Herndon v. Lowry: 1937
Herndon Arrested "on Suspicion", Herndon Becomes A Political Symbol, U.s. Supreme Court Hears The Case
Appellant: Angelo Herndon
Defendant: James L. Lowry
Appellant Claim: Unlawful arrest
Chief Defense Lawyer: J. Waiter LeCraw
Chief Lawyers for Appellant: Whitney North Seymour, W. A. Sutherland, Elbert P. Tuttle
Justices: Louis D. Brandeis, Pierce Butler, Benjamin N. Cardozo, Charles Evans Hughes, James C. McReynolds, Owen J. Roberts, Harlan F. Stone, George Sutherland, Willis Van Devanter
Place: Washington, D.C.
Date of Decision: April 26, 1937
Decision: Court found for appellant, 5-4
SIGNIFICANCE: In a case that raised political and legal issues of racial injustice in the South, the U.S. Supreme Court gave broader protection to revolutionary speech than it had in Gitlow v. New York, ruling that a state must be able to show a direct connection between the speech and an actual attempt to overthrow the government.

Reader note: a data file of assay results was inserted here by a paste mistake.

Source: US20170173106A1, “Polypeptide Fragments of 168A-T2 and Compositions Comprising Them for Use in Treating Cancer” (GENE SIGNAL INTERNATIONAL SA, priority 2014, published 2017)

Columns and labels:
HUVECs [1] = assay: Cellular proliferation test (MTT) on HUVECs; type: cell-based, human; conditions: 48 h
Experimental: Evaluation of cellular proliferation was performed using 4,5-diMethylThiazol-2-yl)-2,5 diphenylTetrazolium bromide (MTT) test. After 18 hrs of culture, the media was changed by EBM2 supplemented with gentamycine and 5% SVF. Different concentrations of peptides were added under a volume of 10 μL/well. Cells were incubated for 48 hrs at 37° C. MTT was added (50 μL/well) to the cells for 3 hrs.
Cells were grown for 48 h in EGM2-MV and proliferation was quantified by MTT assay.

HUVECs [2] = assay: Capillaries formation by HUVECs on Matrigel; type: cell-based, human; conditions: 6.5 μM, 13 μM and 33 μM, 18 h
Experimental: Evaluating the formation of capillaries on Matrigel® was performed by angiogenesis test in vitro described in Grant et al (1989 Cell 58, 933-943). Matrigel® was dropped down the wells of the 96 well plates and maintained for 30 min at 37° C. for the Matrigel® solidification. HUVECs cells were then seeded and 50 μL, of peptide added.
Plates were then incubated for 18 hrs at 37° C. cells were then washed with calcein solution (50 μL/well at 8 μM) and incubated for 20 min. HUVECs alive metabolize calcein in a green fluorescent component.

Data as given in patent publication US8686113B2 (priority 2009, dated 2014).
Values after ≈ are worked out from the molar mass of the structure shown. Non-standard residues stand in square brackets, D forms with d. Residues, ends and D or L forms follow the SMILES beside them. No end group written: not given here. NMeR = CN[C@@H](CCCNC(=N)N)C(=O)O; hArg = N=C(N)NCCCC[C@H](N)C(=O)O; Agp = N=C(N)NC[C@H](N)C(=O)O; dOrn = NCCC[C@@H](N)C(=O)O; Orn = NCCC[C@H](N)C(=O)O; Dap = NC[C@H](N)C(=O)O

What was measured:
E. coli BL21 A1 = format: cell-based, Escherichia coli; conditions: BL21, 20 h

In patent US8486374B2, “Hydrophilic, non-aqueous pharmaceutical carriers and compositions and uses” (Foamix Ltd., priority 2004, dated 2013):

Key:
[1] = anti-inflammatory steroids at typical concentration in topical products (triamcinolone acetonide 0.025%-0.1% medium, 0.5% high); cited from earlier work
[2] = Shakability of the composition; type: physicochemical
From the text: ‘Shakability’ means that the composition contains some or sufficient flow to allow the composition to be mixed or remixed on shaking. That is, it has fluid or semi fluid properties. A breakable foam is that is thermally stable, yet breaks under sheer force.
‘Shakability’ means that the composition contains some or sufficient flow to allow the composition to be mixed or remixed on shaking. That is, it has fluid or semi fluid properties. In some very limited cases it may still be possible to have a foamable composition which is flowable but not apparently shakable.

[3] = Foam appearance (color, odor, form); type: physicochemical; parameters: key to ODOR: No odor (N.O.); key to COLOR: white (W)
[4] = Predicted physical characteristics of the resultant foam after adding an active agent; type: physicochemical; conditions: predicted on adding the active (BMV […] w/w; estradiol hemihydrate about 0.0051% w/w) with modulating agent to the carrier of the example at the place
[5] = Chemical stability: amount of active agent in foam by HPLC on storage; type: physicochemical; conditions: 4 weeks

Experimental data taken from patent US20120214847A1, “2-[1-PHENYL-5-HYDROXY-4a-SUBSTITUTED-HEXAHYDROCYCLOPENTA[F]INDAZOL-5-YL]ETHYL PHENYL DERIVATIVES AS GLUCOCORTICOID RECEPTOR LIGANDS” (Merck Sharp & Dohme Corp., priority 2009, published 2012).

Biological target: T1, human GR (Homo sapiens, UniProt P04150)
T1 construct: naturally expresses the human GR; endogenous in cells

Angelo Herndon's worldview changed completely one sultry afternoon in June 1930 in Birmingham, Alabama. The slight, bespectacled black 17-year-old from a poor mining family in Ohio, a devout Christian who worked in a nearby coal mine, happened into a meeting of the Birmingham Unemployed Council. The speaker, a white Communist, was denouncing segregation and urging black and white workers to unite and confront racial and economic injustice. Impressed by the man's earnestness, Herndon committed himself to working for the Communist Party and became an organizer as the Depression deepened in the United States.
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